The Commonwealth Trawl Sector (CTS) is one of four sectors in the Southern and EasternScalefish and Shark Fishery (SESSF), and is the largest sector in catch and value terms. This report by the Australian government looks at the economic and financial performance of the Southern and Eastern scalefish fishery.

Previously managed as the South East Trawl Fishery, the sector is one of Australia’s oldest commercial fishing sectors, commencing operation off the coast of Sydney in the early 1900s (DEH 2003). Activity in the CTS occurs in waters extending south from Barrenjoey Point (north of Sydney) around the New South Wales, Victorian and Tasmanian coastlines to Cape Jervis in South Australia (map 2). The primary harvesting method used in the sector is otter trawling, although a number of Danish seine boats operate out of Lakes Entrance in Victoria.

Location and relative fishing intensity, Commonwealth Trawl Sector, 2009

Management of the fishery is mainly based on output controls in the form of individual transferable quotas and total allowable catches (TACs) on key species. Under this system, there are 16 individual quota species and 29 species that are covered under basket or multispecies quotas (Stobutzki 2010). However, more than 100 species are routinely caught in the CTS. Since 2005, a harvest strategy framework has been used as a guide when determining TACs to provide a more strategic approach. The framework uses TACs to manage fisheries at target biomass levels. The rules that guide TAC setting have been designed to incorporate more precaution when there is increased uncertainty about stock status. The framework also improves the transparency of the TAC setting process (Larcombe and McLoughlin 2007). In November 2005, the Australian Government announced the $220 million Securing Our Fishing Future initiative. The initiative aimed to reduce excess effort in fisheries subject to overfishing or at significant risk of overfishing. As part of the initiative, $149 million was set aside for a voluntary tender process for fishing businesses to exit the industry (DAFF 2006). At the completion of the buyback in November 2006, a total of 59 CTS boat statutory fishing rights had been bought out (Vieira et al. 2010). For more information about the CTS, and SESSF more broadly, see Wilson et al. 2010.

Catch and gross value of production

Catches in the CTS peaked at 30 600 tonnes in 2002–03, when catches of orange roughy and blue grenadier were substantially higher than more recent catches (figure e). In the period that followed 2002–03, catches declined each year up to and including 2007–08. In 2008–09, catches increased slightly by 2 per cent to 15 400 tonnes.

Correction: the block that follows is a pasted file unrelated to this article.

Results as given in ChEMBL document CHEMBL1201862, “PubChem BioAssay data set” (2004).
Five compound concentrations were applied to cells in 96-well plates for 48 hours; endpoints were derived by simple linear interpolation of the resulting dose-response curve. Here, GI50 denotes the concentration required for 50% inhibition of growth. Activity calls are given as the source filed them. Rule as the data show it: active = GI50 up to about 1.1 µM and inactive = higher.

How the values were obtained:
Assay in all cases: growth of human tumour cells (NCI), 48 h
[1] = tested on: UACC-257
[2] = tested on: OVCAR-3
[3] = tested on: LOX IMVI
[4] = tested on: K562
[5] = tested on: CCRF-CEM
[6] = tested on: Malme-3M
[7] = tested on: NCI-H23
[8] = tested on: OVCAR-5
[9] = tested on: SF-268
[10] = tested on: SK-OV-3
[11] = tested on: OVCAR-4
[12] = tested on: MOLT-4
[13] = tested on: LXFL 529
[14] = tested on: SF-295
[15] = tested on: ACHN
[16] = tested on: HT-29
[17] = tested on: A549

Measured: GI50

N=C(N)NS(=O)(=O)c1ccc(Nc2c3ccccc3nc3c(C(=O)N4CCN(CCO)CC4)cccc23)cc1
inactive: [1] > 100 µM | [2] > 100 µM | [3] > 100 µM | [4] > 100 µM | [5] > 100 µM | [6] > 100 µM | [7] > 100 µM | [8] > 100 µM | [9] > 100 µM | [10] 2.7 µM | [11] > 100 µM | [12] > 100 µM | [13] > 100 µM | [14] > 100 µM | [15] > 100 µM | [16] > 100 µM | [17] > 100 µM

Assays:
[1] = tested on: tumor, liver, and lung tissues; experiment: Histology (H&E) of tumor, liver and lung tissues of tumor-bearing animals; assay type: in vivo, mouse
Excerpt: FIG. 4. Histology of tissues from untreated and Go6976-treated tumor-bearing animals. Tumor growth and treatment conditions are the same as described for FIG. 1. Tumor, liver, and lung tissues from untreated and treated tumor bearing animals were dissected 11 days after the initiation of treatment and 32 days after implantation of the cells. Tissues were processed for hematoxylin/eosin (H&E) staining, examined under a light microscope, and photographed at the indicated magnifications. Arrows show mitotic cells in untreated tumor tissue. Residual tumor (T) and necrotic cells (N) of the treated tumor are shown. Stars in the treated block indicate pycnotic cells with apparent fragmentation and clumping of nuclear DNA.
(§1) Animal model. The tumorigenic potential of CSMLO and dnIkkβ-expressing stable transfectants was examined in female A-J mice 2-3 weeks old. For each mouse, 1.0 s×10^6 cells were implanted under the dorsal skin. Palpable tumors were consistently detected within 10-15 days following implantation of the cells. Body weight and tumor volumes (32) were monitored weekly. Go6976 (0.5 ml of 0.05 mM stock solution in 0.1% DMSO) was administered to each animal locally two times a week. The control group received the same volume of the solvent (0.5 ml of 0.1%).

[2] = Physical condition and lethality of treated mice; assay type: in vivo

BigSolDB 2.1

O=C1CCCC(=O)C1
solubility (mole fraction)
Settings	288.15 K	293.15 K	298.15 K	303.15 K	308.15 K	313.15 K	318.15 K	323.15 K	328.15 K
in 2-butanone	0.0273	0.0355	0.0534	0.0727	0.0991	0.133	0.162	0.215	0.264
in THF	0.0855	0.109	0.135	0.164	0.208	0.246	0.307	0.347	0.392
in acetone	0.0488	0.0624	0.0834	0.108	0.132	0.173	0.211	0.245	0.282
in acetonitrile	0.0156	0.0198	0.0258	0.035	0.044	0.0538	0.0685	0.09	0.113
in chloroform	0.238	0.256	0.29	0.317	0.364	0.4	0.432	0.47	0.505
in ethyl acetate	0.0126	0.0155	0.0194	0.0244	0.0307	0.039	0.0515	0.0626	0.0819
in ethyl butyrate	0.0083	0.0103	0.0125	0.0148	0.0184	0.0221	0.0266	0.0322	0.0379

This is approximately half the 2002–03 peak catch and reflects more conservative TAC settings and lower boat numbers. Three key species—blue grenadier (4000 tonnes), tiger flathead (2800 tonnes) and silver warehou (1600 tonnes)—constituted more than 54 per cent of the 2008–09 catch.

Historically, the sector’s gross value of production (GVP) has followed a similar downward trend to catches (figure f). In 1999–2000, GVP in real terms was $98.4 million (2009–10 dollars). The value of the sector in 2008–09 was $57.2 million, which was 42 per cent lower than in 1999–2000. However, if it were not for large increases in the average unit price received for catches in recent years, it is likely GVP would be even lower. Average real unit prices were $2.46 a kilogram in 2005–06, but have increased by 51 per cent to $3.71 a kilogram since then. This has been driven mainly by increased prices for blue grenadier and tiger flathead. At the species level, the reduction in the value of orange roughy production from $21.3 million in 1998–99 to $1.8 million in 2008–09 has been a key change and is the result of stock declines and large TAC reductions for this species.

Landed catch, Commonwealth Trawl Sector

Real gross value of production and unit prices, Commonwealth Trawl Sector

Survey results

Boats surveyed

The current survey of the CTS covered the 2007–08 and 2008–09 financial years. The survey method used by ABARES is described in appendix B. The target population for the survey was defined as boats that operated in the sector and caught more than 1000 kilograms in either of two financial years, with the exception of two factory trawlers that were excluded from the analysis. Aside from difficulties in sampling these factory trawl operators, these boats are excluded because they have revenue and cost structures that are unrepresentative of the population.